“Although we are the largest auto sheet supplier in China, the technological gap between the world’s top auto sheet makers in Japan, South Korea and Europe, and Baosteel remains wide. We can satisfy the various kinds of demands in Chinese market, but for individual category of vehicles, we still have a long way to go,” said Bao Ping, chief engineer of Baosteel’s auto-sheet department.
Baosteel also transplants the EVI concept and technologies accumulated in making auto sheet to other relevant businesses like making sheet for household appliances, electrical steel and metal wrappings.
“The auto sheet industry is a typical example for Baosteel’s transformation and Baosteel has successfully joins in the value-making activities of global supply chains of relevant industries,” said Ping.
Another innovation that Baosteel initiated in China is the establishment of an online platform in 2013 which is now developed to be the largest online regional steel trade market in East China known as the Shanghai Iron and Steel Trade Center.
Last year, the trade center’s transactions were about 9.5 billion yuan ($1.6 billion) on nearly 4 million tons of steel that attracted 28,000 customers and 725 suppliers.
By 2018, 20 percent of Baosteel’s product and service sales revenue will be traded through the online platform, which is open for all customers and suppliers in the industry.
“Serving the customers’ long-term needs will bring us sustainable revenue,” said Xu Lejiang. “The transformation of manufacturing industry lies in the changing of its position from self-centered production to customer-oriented services, and the development of information and network technologies should bolster the transformation.”
Baosteel also founded Baosight Software in 2000 to digitize and its steel production.
“What Baosight Software does, to some extent, is similar to the concept of Industry 4.0 a proposal by the German government that features computerization of traditional industries,” said He Chao, Baosteel spokesman.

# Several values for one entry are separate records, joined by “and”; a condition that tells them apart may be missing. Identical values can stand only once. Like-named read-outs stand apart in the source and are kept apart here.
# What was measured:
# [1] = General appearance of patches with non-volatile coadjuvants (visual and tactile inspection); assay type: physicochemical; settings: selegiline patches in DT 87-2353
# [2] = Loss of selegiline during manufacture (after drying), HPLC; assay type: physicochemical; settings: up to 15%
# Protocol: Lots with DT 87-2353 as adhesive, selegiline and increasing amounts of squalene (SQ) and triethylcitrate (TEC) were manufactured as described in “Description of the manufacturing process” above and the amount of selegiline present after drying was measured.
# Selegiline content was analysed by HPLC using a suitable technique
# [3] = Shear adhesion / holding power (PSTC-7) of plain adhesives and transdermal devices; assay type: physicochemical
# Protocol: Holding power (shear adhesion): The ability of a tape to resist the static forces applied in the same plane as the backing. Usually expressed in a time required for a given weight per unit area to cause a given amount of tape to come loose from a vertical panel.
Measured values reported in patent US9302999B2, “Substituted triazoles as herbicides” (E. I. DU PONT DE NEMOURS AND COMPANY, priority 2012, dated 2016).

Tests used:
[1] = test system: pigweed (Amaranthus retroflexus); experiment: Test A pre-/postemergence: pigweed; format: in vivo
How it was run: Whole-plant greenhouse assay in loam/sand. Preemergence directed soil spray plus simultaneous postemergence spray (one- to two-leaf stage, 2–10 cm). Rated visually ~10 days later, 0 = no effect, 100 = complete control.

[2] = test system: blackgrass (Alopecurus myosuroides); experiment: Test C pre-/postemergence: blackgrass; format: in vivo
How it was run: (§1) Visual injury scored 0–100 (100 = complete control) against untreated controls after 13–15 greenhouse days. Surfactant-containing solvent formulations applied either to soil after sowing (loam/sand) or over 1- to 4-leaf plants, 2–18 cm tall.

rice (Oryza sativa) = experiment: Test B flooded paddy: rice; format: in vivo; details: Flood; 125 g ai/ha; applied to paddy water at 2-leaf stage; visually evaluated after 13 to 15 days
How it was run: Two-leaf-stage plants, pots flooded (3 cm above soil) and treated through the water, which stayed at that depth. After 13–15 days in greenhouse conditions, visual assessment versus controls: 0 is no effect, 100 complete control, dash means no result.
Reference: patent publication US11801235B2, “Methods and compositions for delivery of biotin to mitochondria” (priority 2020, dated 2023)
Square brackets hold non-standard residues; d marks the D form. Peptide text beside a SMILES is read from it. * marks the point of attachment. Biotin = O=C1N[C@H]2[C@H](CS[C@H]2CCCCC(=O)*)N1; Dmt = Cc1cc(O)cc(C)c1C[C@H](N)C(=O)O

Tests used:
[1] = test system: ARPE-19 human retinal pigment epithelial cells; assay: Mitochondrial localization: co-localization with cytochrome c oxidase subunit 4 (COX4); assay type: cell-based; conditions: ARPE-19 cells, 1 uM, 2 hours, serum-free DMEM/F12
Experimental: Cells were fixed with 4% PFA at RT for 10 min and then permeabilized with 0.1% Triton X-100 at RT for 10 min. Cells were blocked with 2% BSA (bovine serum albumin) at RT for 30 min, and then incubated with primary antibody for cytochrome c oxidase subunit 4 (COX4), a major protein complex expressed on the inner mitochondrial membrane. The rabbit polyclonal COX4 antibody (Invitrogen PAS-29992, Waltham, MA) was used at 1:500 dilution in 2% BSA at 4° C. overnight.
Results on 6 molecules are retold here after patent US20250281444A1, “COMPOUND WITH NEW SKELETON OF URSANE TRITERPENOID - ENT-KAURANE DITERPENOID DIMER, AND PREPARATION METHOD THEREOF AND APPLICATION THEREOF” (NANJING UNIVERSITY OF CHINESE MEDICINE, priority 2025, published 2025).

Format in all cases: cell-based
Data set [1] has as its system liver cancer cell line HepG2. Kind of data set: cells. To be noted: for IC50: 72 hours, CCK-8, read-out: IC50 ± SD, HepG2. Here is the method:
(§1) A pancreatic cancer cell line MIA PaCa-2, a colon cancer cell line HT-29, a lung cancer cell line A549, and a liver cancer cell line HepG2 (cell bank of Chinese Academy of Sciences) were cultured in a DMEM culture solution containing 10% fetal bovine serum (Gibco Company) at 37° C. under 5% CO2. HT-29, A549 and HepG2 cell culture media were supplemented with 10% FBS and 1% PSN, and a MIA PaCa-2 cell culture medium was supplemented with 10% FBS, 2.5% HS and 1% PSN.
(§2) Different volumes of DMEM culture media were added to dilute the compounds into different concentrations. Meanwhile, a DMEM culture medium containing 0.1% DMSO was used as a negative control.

Thanks to the development of cloud computing, Internetof-things and intelligent manufacturing in recent years, Baosight Software saw bigger business opportunities from the construction of smart cities and urbanization in China.
Baosight Software now has nearly 20 branches in China, and its sales revenue hit 3.6 billion yuan last year.
“That Baosteel attaches great importance to automation of its industries from the very beginning of its operation laid a solid foundation for Baosight Software’s growth today, compared with other competitors. Baosteel’s involvement in infrastructure construction in a number of national projects also helps it to penetrate into the thirstiest market for service solutions,” he added.
“But the hardware parts remain the most difficult obstacles for Baosight in putting its software into practice.”
As for its main business, Baosteel set up two steel production bases in Xinjiang and Zhanjiang of Guangdong province in 2011 and this year.
“The Xinjiang branch is to tap into the resources in the Central Asia and the Zhanjiang branch is to make use of the convenient harbors and satisfy the Pearl River Delta’s demands for steel,” said Xu Lejiang. Both the two factories are to relocate the productivity removed out of Shanghai.
“The tensions from the industry and the environment leave Chinese iron and steel industry no choice but restructuring and relocating its businesses. The transformation of Baosteel is far from finished. But I am confident we are doing our best in the right direction,” Xu noted.
The auto sheet workshop in Baosteel in Shanghai. Baosteel now produces about 5 percent of the steel output in China.